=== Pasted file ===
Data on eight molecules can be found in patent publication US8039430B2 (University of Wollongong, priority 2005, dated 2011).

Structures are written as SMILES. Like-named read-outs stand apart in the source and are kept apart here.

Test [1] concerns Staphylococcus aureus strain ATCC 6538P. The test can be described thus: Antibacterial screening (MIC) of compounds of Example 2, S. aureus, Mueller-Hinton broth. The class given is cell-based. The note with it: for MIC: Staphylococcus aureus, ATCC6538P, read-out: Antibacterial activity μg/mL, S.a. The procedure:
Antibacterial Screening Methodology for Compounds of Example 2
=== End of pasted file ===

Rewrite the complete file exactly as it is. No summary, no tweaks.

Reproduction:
Data on eight molecules can be found in patent publication US8039430B2 (University of Wollongong, priority 2005, dated 2011).

Structures are written as SMILES. Like-named read-outs stand apart in the source and are kept apart here.

Test [1] concerns Staphylococcus aureus strain ATCC 6538P. The test can be described thus: Antibacterial screening (MIC) of compounds of Example 2, S. aureus, Mueller-Hinton broth. The class given is cell-based. The note with it: for MIC: Staphylococcus aureus, ATCC6538P, read-out: Antibacterial activity μg/mL, S.a. The procedure:
Antibacterial Screening Methodology for Compounds of Example 2